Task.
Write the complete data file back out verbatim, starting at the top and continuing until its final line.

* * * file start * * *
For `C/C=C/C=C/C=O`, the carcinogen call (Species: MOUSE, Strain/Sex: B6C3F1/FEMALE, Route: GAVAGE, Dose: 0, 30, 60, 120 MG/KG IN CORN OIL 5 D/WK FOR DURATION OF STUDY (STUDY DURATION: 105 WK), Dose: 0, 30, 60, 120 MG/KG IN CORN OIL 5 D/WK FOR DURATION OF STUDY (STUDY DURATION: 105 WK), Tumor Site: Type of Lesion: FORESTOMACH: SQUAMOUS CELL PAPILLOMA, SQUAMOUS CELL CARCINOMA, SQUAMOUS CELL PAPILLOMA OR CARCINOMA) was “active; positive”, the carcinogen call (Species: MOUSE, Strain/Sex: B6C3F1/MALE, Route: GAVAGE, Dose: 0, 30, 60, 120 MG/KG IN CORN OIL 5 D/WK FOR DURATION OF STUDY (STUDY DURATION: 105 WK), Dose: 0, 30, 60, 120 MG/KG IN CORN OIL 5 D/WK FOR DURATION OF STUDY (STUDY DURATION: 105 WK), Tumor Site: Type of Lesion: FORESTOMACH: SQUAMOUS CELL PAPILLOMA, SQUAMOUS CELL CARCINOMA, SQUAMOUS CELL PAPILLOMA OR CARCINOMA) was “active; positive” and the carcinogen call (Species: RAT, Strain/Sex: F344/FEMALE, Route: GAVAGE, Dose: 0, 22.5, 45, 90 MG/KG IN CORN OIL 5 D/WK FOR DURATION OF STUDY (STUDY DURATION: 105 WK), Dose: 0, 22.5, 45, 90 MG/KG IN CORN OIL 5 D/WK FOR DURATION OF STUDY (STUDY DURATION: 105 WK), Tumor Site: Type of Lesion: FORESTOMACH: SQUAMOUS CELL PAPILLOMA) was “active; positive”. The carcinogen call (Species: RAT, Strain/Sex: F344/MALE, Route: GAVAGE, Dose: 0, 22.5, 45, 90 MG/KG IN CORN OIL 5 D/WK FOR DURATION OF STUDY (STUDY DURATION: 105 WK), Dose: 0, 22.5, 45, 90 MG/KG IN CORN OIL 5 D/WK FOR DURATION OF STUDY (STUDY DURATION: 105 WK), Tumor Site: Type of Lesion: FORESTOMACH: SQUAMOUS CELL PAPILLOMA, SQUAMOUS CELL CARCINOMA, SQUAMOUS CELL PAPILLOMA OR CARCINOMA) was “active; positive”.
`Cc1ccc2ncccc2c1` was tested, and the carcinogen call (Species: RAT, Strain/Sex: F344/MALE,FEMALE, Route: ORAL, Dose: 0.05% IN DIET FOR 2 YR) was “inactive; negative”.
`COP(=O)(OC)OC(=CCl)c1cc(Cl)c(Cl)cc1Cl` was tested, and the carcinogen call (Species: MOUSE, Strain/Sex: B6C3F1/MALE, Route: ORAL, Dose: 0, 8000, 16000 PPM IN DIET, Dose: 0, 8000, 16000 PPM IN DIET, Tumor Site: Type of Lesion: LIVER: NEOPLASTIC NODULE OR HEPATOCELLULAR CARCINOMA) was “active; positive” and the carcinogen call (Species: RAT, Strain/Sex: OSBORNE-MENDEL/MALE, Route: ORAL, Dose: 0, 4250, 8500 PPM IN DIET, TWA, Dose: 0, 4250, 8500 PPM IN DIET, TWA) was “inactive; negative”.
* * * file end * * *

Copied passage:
For `C/C=C/C=C/C=O`, the carcinogen call (Species: MOUSE, Strain/Sex: B6C3F1/FEMALE, Route: GAVAGE, Dose: 0, 30, 60, 120 MG/KG IN CORN OIL 5 D/WK FOR DURATION OF STUDY (STUDY DURATION: 105 WK), Dose: 0, 30, 60, 120 MG/KG IN CORN OIL 5 D/WK FOR DURATION OF STUDY (STUDY DURATION: 105 WK), Tumor Site: Type of Lesion: FORESTOMACH: SQUAMOUS CELL PAPILLOMA, SQUAMOUS CELL CARCINOMA, SQUAMOUS CELL PAPILLOMA OR CARCINOMA) was “active; positive”, the carcinogen call (Species: MOUSE, Strain/Sex: B6C3F1/MALE, Route: GAVAGE, Dose: 0, 30, 60, 120 MG/KG IN CORN OIL 5 D/WK FOR DURATION OF STUDY (STUDY DURATION: 105 WK), Dose: 0, 30, 60, 120 MG/KG IN CORN OIL 5 D/WK FOR DURATION OF STUDY (STUDY DURATION: 105 WK), Tumor Site: Type of Lesion: FORESTOMACH: SQUAMOUS CELL PAPILLOMA, SQUAMOUS CELL CARCINOMA, SQUAMOUS CELL PAPILLOMA OR CARCINOMA) was “active; positive” and the carcinogen call (Species: RAT, Strain/Sex: F344/FEMALE, Route: GAVAGE, Dose: 0, 22.5, 45, 90 MG/KG IN CORN OIL 5 D/WK FOR DURATION OF STUDY (STUDY DURATION: 105 WK), Dose: 0, 22.5, 45, 90 MG/KG IN CORN OIL 5 D/WK FOR DURATION OF STUDY (STUDY DURATION: 105 WK), Tumor Site: Type of Lesion: FORESTOMACH: SQUAMOUS CELL PAPILLOMA) was “active; positive”. The carcinogen call (Species: RAT, Strain/Sex: F344/MALE, Route: GAVAGE, Dose: 0, 22.5, 45, 90 MG/KG IN CORN OIL 5 D/WK FOR DURATION OF STUDY (STUDY DURATION: 105 WK), Dose: 0, 22.5, 45, 90 MG/KG IN CORN OIL 5 D/WK FOR DURATION OF STUDY (STUDY DURATION: 105 WK), Tumor Site: Type of Lesion: FORESTOMACH: SQUAMOUS CELL PAPILLOMA, SQUAMOUS CELL CARCINOMA, SQUAMOUS CELL PAPILLOMA OR CARCINOMA) was “active; positive”.
`Cc1ccc2ncccc2c1` was tested, and the carcinogen call (Species: RAT, Strain/Sex: F344/MALE,FEMALE, Route: ORAL, Dose: 0.05% IN DIET FOR 2 YR) was “inactive; negative”.
`COP(=O)(OC)OC(=CCl)c1cc(Cl)c(Cl)cc1Cl` was tested, and the carcinogen call (Species: MOUSE, Strain/Sex: B6C3F1/MALE, Route: ORAL, Dose: 0, 8000, 16000 PPM IN DIET, Dose: 0, 8000, 16000 PPM IN DIET, Tumor Site: Type of Lesion: LIVER: NEOPLASTIC NODULE OR HEPATOCELLULAR CARCINOMA) was “active; positive” and the carcinogen call (Species: RAT, Strain/Sex: OSBORNE-MENDEL/MALE, Route: ORAL, Dose: 0, 4250, 8500 PPM IN DIET, TWA, Dose: 0, 4250, 8500 PPM IN DIET, TWA) was “inactive; negative”.